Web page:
The European Medicines Agency (EMA) said Wednesday that it is “too early” to consider the administration of a fourth dose of mRNA vaccines (Pfizer and Moderna) in the general population, although it supports their use in adults over 80 years of age. due to the increased risk of developing COVID-19 serious.
In a joint note with the European Center for Disease Prevention and Control (ECDC), both agencies explain that they have concluded that there is insufficient data to recommend the need for the fourth dose, which in practice is considered the second booster dose , since the first two injections are part of the primary vaccination.
“Both agencies agree that a second booster can be given to adults 80 years of age and older, after reviewing data on the increased risk of severe COVID-19 in this age group and the protection afforded by a fourth dose.” , they point out
But, they believe, right now “there is no clear evidence” in the European Union (EU) that protection against serious cases of COVID-19 East “substantially declining in adults with normal immune systems aged 60 to 79 years” and therefore there is no evidence “support the immediate use of a fourth dose.”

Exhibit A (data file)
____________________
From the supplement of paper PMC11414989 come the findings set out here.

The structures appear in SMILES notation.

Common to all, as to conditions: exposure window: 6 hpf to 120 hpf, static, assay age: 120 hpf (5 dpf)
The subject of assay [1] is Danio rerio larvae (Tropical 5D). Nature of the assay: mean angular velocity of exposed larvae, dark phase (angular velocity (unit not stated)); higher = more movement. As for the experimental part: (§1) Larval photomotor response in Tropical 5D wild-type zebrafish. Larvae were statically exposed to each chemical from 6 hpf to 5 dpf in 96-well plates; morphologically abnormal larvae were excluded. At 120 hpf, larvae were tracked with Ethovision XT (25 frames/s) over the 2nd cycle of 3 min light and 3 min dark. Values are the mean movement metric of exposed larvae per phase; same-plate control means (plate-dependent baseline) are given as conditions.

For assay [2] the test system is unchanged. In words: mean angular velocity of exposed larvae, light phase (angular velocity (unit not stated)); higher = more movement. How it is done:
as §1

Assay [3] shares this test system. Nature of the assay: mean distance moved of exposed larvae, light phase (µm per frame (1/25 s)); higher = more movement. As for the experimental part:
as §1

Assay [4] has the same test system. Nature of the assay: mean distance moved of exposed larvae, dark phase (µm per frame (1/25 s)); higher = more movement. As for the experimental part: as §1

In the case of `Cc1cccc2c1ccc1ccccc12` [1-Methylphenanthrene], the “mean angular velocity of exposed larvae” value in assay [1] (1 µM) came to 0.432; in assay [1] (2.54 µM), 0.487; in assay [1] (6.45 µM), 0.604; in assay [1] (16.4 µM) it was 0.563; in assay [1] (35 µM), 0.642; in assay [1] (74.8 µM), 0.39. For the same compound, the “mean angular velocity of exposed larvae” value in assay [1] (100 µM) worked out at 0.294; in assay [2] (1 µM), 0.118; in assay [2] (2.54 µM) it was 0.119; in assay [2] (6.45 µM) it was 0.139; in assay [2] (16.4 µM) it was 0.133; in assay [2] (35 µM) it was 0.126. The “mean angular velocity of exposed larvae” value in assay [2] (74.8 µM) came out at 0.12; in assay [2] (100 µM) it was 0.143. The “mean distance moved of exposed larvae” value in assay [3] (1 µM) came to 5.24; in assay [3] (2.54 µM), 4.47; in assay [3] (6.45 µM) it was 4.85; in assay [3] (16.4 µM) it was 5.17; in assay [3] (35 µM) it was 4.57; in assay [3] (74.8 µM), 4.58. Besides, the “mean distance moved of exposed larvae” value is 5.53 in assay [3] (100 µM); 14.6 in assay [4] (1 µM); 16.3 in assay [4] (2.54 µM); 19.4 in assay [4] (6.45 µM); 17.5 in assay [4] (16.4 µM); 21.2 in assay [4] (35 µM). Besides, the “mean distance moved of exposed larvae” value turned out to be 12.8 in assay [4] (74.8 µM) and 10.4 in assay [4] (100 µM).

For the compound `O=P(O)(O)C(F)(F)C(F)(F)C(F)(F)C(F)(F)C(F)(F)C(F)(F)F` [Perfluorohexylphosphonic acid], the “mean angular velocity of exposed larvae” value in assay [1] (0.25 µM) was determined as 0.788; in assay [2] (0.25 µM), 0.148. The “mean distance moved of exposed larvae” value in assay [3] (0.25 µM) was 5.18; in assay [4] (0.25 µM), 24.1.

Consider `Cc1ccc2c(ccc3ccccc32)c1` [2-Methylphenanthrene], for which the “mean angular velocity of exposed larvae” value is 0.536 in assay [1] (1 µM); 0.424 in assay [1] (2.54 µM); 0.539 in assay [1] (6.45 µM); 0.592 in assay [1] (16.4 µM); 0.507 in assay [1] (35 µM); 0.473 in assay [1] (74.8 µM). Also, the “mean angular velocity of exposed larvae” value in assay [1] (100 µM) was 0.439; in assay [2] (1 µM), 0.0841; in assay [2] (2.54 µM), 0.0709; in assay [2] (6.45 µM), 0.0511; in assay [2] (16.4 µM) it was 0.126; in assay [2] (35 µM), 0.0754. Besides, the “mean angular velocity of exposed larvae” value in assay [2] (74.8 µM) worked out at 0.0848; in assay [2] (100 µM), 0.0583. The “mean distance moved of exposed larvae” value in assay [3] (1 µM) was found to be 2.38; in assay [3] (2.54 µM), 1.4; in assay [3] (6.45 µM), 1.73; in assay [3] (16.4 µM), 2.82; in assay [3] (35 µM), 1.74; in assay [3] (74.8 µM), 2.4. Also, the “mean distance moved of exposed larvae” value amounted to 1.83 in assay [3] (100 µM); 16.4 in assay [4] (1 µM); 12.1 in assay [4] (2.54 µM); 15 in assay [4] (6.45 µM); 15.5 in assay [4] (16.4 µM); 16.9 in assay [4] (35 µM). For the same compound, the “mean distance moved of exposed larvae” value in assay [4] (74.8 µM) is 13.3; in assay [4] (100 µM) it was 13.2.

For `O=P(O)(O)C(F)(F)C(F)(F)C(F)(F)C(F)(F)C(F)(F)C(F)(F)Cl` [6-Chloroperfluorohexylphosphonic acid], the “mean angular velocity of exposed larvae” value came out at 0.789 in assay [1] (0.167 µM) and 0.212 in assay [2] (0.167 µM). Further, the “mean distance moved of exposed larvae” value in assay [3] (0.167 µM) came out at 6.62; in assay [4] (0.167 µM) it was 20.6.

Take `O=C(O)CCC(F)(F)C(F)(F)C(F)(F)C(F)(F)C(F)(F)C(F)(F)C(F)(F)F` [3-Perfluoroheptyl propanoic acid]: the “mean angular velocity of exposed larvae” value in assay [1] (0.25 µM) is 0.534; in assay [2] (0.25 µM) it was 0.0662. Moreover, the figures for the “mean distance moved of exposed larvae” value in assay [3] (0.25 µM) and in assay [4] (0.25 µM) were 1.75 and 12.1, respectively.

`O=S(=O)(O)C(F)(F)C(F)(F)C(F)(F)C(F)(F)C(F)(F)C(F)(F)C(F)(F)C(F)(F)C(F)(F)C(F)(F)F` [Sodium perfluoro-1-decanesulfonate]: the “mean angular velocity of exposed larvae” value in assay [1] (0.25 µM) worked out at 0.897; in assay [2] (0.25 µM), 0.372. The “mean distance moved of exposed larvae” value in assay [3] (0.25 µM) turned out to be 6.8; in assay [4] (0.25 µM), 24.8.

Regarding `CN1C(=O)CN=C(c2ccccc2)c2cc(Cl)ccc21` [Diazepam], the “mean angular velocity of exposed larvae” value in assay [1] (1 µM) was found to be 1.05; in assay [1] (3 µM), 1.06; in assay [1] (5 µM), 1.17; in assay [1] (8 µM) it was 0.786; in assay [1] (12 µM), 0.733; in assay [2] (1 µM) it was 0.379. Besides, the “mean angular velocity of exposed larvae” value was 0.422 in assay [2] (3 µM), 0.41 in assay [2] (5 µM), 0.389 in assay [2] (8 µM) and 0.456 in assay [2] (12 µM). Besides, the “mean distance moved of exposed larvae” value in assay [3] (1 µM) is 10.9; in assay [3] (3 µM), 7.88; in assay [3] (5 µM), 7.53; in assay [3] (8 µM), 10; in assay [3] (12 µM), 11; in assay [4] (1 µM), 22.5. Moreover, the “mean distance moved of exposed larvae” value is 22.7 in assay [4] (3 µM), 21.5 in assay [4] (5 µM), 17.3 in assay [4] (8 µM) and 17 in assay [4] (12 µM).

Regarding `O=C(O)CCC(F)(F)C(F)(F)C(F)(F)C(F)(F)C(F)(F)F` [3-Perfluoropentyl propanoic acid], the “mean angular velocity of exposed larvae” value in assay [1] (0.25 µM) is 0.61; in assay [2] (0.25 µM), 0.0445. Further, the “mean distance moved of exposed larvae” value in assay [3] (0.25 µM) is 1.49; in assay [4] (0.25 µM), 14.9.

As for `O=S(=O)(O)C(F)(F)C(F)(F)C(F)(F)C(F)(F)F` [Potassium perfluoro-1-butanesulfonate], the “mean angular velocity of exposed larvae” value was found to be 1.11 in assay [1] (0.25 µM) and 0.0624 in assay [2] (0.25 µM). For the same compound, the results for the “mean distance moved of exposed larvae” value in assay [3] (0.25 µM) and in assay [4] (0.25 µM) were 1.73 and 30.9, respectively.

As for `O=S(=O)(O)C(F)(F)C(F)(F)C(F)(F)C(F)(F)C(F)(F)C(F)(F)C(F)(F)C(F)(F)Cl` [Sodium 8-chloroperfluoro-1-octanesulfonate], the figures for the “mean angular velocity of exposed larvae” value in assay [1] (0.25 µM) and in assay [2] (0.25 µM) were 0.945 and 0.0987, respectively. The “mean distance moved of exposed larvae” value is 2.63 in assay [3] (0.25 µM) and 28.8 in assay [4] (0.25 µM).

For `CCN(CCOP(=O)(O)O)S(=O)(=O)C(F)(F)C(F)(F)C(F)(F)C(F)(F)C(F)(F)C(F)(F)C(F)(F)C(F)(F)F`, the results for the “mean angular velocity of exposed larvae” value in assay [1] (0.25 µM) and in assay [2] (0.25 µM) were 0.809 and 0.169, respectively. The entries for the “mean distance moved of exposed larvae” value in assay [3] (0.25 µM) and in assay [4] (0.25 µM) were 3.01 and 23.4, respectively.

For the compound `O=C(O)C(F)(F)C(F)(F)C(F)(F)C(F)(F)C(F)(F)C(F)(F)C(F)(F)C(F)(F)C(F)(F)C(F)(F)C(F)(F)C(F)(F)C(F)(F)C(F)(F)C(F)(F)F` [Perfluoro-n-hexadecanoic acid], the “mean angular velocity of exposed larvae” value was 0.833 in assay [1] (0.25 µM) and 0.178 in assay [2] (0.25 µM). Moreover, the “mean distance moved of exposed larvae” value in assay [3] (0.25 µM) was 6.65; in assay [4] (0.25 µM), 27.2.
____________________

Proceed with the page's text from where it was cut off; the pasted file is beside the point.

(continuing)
The evidence on the effects of the fourth dose comes largely from Israel.
Officials will continue to monitor the data to determine if there is an increased risk of serious illness among those who are vaccinated and warn that “if the current epidemiological situation changes and new signals emerge, it may be necessary to consider a fourth dose in the age group” of older than 60 years.
However, for adults under the age of 60 with healthy immune systems “There is no conclusive evidence that the vaccine’s protection against serious disease is diminishing or that there is added value in a fourth dose.”so they do not recommend its administration.
The EMA and the ECDC point out that revaccination campaigns “could start in the fall” and that is when national authorities will consider the best time to administer additional doses, “possibly taking advantage of updated vaccines.”
For those who have not yet received any dose, the European agencies recall that vaccination against COVID-19 “remains the most effective way to prevent serious illness during the current pandemic, including serious illness caused by the omicron variant”and urge EU citizens to receive their primary and booster vaccinations.
As of the end of last March, 83% of adults had received their initial vaccinations and only 64% had a booster dose.